The Foxery


Well, here's an album that takes some time to figure out, Louisville, Kentucky-based post-hardcore/progressive emo sextet the Foxery have put out one dense, thick and largely great debut full-length. In vibe it conjures up Coheed And Cambria's ambition, but the sound is more rooted in mid-’90s emo; sometimes the songs sit somewhere in the middle of those two reference points, which ain't a bad place to be: While individual tunes exist, here the album moves mountains as a whole, one 47-minute monolith that contains many peaks and valleys.

Let's start with one valley, the slightly inappropriate production sound for when things get loud: Neither the band nor the way the album was engineered are particularly heavy, so when things do start crashing and booming it almost seems a bit anticlimactic. Even when the song sounds like apocalyptic metal crushers Isis, like in the midpoint of “The Gnashing II,” the end result is more a bunch of screamo guys covering Isis for fun, which is not a pretty sight. (The song redeems itself with its cinematic final third, however.)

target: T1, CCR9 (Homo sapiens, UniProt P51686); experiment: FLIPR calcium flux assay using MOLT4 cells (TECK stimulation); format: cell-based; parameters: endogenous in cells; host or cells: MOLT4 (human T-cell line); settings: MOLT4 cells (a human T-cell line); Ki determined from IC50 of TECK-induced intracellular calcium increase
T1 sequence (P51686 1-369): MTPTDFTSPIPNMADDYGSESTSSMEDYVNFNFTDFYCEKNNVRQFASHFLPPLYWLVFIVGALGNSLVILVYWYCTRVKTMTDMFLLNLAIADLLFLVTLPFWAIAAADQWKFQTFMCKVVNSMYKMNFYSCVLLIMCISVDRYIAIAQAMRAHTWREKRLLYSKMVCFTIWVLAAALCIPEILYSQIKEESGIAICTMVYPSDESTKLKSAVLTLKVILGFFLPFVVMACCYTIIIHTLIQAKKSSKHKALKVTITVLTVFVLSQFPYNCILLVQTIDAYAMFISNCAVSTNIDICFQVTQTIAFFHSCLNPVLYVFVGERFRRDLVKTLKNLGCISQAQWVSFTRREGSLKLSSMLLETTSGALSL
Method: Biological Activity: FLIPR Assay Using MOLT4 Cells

But when the band are keeping things a bit more subdued, wow: The amazing album highlight “The Sorrow” is a phenomenal mix of third-album At The Drive-In and second-album Cerberus Shoal, and these are not comparisons to be thrown around lightly. “The Filth II” brings to mind the twang und collapse of Modest Mouse, and it works.

The raw-and-ragged approach works best when the band are working on the quieter side of things: Rarely have bands who are emoting this much utilized spoken word to such an effective degree as the Foxery do on Unless, and a general sense of drama and event that doesn't make you just roll your goddamn eyes. There's a lot going on here, and it's sometimes hard to love because of it, but it's real easy to like; plus, it shows great promise for the future, as long as the band avoid the path of bloated and tiring concept albums (which you can tell is one ill-advised awkward time change and silly storyline away) and stick to their strengths.


“The Sorrow”